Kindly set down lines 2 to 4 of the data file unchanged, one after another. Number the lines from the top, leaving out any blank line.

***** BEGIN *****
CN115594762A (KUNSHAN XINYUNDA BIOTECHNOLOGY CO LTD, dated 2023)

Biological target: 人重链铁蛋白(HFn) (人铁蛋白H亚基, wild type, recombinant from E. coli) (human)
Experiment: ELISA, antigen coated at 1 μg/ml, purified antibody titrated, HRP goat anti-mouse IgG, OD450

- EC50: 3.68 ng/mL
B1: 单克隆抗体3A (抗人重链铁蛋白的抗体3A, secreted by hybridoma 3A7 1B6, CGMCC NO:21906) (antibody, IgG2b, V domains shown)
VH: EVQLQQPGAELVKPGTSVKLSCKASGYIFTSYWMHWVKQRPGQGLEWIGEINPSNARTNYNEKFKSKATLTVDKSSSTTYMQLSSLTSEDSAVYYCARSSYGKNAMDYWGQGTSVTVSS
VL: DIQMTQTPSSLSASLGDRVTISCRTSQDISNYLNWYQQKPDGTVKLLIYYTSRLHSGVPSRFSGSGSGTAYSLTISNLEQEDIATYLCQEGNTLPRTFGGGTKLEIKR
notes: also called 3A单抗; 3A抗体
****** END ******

Biological target: 人重链铁蛋白(HFn) (人铁蛋白H亚基, wild type, recombinant from E. coli) (human)
Experiment: ELISA, antigen coated at 1 μg/ml, purified antibody titrated, HRP goat anti-mouse IgG, OD450

- EC50: 3.68 ng/mL